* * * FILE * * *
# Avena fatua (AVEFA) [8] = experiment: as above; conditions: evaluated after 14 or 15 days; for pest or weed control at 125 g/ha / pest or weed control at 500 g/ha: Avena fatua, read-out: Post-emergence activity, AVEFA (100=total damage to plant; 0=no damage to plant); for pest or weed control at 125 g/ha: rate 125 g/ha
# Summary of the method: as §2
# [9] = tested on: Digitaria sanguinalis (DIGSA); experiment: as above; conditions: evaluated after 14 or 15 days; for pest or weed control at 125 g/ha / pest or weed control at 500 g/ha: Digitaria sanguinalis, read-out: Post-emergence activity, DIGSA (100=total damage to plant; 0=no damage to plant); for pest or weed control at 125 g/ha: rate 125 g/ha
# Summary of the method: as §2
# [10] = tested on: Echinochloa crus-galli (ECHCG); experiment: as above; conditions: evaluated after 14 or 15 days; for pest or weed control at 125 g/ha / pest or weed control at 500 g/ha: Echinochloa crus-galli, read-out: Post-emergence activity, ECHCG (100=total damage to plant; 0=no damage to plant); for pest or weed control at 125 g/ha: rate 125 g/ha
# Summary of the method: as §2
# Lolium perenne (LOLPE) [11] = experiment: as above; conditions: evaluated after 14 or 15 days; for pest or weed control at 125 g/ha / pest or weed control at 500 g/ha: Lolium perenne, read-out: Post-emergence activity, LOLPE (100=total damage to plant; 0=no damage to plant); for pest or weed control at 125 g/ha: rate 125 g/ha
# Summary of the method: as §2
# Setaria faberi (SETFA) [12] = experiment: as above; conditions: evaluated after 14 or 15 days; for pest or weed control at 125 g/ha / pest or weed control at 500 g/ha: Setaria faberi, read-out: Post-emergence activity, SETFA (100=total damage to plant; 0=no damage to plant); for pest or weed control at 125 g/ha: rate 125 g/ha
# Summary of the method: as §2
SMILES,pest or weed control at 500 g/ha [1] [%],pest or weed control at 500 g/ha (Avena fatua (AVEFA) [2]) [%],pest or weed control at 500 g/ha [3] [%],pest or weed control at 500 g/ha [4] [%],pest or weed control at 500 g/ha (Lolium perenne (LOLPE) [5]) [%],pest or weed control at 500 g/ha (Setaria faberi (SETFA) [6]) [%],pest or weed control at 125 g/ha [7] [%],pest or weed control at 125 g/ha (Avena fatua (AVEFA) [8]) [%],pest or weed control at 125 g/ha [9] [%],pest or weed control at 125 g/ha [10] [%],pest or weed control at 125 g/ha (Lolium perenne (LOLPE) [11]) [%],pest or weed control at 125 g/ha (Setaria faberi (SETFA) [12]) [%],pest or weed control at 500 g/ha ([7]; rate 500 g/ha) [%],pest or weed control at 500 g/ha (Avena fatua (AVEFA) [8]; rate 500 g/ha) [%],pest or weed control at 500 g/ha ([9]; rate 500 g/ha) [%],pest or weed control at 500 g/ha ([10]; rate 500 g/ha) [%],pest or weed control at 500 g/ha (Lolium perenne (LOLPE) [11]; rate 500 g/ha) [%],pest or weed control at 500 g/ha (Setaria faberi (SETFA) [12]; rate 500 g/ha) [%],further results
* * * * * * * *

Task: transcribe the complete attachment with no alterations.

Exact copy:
# Avena fatua (AVEFA) [8] = experiment: as above; conditions: evaluated after 14 or 15 days; for pest or weed control at 125 g/ha / pest or weed control at 500 g/ha: Avena fatua, read-out: Post-emergence activity, AVEFA (100=total damage to plant; 0=no damage to plant); for pest or weed control at 125 g/ha: rate 125 g/ha
# Summary of the method: as §2
# [9] = tested on: Digitaria sanguinalis (DIGSA); experiment: as above; conditions: evaluated after 14 or 15 days; for pest or weed control at 125 g/ha / pest or weed control at 500 g/ha: Digitaria sanguinalis, read-out: Post-emergence activity, DIGSA (100=total damage to plant; 0=no damage to plant); for pest or weed control at 125 g/ha: rate 125 g/ha
# Summary of the method: as §2
# [10] = tested on: Echinochloa crus-galli (ECHCG); experiment: as above; conditions: evaluated after 14 or 15 days; for pest or weed control at 125 g/ha / pest or weed control at 500 g/ha: Echinochloa crus-galli, read-out: Post-emergence activity, ECHCG (100=total damage to plant; 0=no damage to plant); for pest or weed control at 125 g/ha: rate 125 g/ha
# Summary of the method: as §2
# Lolium perenne (LOLPE) [11] = experiment: as above; conditions: evaluated after 14 or 15 days; for pest or weed control at 125 g/ha / pest or weed control at 500 g/ha: Lolium perenne, read-out: Post-emergence activity, LOLPE (100=total damage to plant; 0=no damage to plant); for pest or weed control at 125 g/ha: rate 125 g/ha
# Summary of the method: as §2
# Setaria faberi (SETFA) [12] = experiment: as above; conditions: evaluated after 14 or 15 days; for pest or weed control at 125 g/ha / pest or weed control at 500 g/ha: Setaria faberi, read-out: Post-emergence activity, SETFA (100=total damage to plant; 0=no damage to plant); for pest or weed control at 125 g/ha: rate 125 g/ha
# Summary of the method: as §2
SMILES,pest or weed control at 500 g/ha [1] [%],pest or weed control at 500 g/ha (Avena fatua (AVEFA) [2]) [%],pest or weed control at 500 g/ha [3] [%],pest or weed control at 500 g/ha [4] [%],pest or weed control at 500 g/ha (Lolium perenne (LOLPE) [5]) [%],pest or weed control at 500 g/ha (Setaria faberi (SETFA) [6]) [%],pest or weed control at 125 g/ha [7] [%],pest or weed control at 125 g/ha (Avena fatua (AVEFA) [8]) [%],pest or weed control at 125 g/ha [9] [%],pest or weed control at 125 g/ha [10] [%],pest or weed control at 125 g/ha (Lolium perenne (LOLPE) [11]) [%],pest or weed control at 125 g/ha (Setaria faberi (SETFA) [12]) [%],pest or weed control at 500 g/ha ([7]; rate 500 g/ha) [%],pest or weed control at 500 g/ha (Avena fatua (AVEFA) [8]; rate 500 g/ha) [%],pest or weed control at 500 g/ha ([9]; rate 500 g/ha) [%],pest or weed control at 500 g/ha ([10]; rate 500 g/ha) [%],pest or weed control at 500 g/ha (Lolium perenne (LOLPE) [11]; rate 500 g/ha) [%],pest or weed control at 500 g/ha (Setaria faberi (SETFA) [12]; rate 500 g/ha) [%],further results